Sunday, July 13, 2014

Body love baby steps... a 7 day challenge.

I was thinking today about how when it comes to body love, body acceptance... sometimes just plain I don't want to hate my body anymore... you have to start where you are.  

For many of us, where we are is that we're not even walking around this planet 'present' in our bodies.  That can happen for all kinds of reasons.  Whether it's long ago trauma, current day abuse, ordinary stress, or having derogatory comments hurled at you as you walk down the street we have disconnected from our bodies and we're completely numb to our feelings.  It seems safer that way.  And numbing out begets numbing out.  

I had a total eye opener one time when I was listening to Brene' Brown talk about how we can't just selectively numb our feelings.  We don't get to just numb the unpleasant ones.  When we numb pain, guess what... we also numb joy.

I don't want to live in a world without joy in my life.  So, I have to start where I am on any given day.  That's all any of us can do.  The mountains we have to climb usually feel way too big to start anywhere other than where we are in this moment.

So this week, I'm offering up a 7 day challenge.  Let's get purposefully present in our bodies each day this week.  You can use the suggestions I'm offering, or come up with ones that fit for you.  But what's required is that you spend a few minutes, with intention and focus, paying attention to how your body feels doing something.  Below are some suggestions.  Please post your own.  Bonus points if you post a pic of yourself doing whatever it is you're doing!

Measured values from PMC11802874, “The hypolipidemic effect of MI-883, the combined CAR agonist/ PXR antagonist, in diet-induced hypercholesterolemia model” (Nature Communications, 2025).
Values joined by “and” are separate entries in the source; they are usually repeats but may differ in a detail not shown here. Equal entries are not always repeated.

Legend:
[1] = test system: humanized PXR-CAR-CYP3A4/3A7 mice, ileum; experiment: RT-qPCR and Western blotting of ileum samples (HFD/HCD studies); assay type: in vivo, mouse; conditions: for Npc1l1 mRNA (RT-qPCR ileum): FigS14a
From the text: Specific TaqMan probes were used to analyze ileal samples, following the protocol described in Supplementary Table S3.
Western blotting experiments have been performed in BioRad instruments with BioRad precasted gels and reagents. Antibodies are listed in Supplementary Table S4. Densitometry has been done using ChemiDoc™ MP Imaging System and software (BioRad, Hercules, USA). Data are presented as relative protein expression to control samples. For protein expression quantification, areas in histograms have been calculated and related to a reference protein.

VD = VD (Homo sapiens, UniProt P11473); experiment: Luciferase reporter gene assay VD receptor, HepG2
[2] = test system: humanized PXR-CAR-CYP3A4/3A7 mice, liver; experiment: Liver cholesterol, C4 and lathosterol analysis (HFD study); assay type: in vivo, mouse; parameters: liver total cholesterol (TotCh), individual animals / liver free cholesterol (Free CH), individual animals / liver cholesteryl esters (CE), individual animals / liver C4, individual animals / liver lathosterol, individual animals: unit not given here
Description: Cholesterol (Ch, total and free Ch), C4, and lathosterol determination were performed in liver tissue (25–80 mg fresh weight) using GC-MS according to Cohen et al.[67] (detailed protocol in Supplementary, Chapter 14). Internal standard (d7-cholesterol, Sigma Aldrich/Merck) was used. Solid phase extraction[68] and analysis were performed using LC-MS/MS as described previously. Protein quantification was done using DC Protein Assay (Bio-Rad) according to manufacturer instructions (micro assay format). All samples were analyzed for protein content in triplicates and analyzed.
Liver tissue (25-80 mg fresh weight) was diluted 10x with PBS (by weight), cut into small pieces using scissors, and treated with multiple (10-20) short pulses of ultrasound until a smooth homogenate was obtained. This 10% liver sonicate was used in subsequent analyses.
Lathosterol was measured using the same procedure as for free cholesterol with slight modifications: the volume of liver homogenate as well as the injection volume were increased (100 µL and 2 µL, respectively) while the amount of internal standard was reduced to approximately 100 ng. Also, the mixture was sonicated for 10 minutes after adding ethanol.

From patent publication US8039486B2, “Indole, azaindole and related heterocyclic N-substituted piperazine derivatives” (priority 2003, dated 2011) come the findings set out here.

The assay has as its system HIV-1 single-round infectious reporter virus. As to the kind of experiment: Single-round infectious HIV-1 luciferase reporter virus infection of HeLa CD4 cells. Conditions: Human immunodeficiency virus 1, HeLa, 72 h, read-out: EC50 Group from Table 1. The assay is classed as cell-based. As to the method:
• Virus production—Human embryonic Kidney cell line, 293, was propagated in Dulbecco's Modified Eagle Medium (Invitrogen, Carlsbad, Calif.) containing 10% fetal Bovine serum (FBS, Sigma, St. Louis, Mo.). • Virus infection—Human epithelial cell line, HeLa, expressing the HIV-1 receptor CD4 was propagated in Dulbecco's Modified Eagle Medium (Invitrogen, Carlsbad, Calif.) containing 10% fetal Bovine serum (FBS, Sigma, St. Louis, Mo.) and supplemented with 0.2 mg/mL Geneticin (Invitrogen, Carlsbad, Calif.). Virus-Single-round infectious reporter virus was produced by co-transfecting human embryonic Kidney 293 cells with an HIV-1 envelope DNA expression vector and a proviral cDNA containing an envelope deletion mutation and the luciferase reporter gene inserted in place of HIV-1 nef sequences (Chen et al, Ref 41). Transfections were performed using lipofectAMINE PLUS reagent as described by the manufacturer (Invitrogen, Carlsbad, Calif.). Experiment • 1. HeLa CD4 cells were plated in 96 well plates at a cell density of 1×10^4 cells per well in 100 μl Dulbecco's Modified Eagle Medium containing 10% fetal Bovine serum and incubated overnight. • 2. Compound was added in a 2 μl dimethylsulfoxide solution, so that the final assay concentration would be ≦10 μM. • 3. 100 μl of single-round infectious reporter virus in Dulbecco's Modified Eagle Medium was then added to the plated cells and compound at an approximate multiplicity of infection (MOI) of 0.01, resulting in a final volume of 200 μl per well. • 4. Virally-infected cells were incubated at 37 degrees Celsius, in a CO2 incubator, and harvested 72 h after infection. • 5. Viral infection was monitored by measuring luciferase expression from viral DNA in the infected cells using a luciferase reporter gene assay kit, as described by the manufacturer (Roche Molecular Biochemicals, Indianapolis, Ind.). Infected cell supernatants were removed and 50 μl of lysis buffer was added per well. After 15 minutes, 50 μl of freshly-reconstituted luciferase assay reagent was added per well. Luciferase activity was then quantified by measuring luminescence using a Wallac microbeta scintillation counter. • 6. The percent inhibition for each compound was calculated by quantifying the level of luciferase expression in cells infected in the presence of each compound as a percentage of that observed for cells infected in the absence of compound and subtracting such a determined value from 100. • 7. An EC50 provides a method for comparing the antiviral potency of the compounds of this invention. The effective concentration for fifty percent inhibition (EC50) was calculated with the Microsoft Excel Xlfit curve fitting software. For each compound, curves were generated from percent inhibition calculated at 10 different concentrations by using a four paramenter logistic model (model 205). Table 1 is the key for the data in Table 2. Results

Swing your hips- put on some music that moves you and let it... well, move you.
Luxuriate in bed naked.
Go for a skinny dip, or a chunky dunk.
Fill a bath with something bubbly and have a soak.
Snuggle down and take a nap.
Enjoy an orgasm.
Work up a sweat doing something outdoors.

Sunday, May 18, 2014

How important are you?

Years ago when I was losing 100 pounds (and before I found it again) I had a very smart mentor who said that people often asked her how to get motivated.  Her reply was that getting 'motivated' isn't what you need to do.  What you need to do is get 'important'.  That stuck with me over all these years.

How important are you?  I know why you take your kids to soccer.  I know why you make a healthy snack when it's your week to be classroom Mom.  I know why you work late to finish that project for your boss.  You do all that because it's important.  Those commitments are important.